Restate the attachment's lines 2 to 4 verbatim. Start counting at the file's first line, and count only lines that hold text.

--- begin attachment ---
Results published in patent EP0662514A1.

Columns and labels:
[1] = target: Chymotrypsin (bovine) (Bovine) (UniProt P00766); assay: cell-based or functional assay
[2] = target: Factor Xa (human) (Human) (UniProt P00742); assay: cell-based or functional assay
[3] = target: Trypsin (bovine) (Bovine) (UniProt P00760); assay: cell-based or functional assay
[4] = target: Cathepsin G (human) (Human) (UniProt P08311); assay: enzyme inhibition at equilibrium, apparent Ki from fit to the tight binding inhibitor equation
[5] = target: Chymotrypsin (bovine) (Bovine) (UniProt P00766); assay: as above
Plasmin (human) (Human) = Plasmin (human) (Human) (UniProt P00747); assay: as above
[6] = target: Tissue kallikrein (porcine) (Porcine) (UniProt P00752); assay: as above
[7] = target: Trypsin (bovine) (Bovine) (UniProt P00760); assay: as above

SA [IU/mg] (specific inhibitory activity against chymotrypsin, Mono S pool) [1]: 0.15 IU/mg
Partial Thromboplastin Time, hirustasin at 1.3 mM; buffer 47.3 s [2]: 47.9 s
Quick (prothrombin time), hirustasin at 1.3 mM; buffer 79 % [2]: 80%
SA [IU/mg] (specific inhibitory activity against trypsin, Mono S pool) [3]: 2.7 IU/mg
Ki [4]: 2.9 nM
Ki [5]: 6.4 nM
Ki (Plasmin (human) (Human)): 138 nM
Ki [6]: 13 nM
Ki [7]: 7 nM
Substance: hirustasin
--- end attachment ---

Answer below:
Columns and labels:
[1] = target: Chymotrypsin (bovine) (Bovine) (UniProt P00766); assay: cell-based or functional assay
[2] = target: Factor Xa (human) (Human) (UniProt P00742); assay: cell-based or functional assay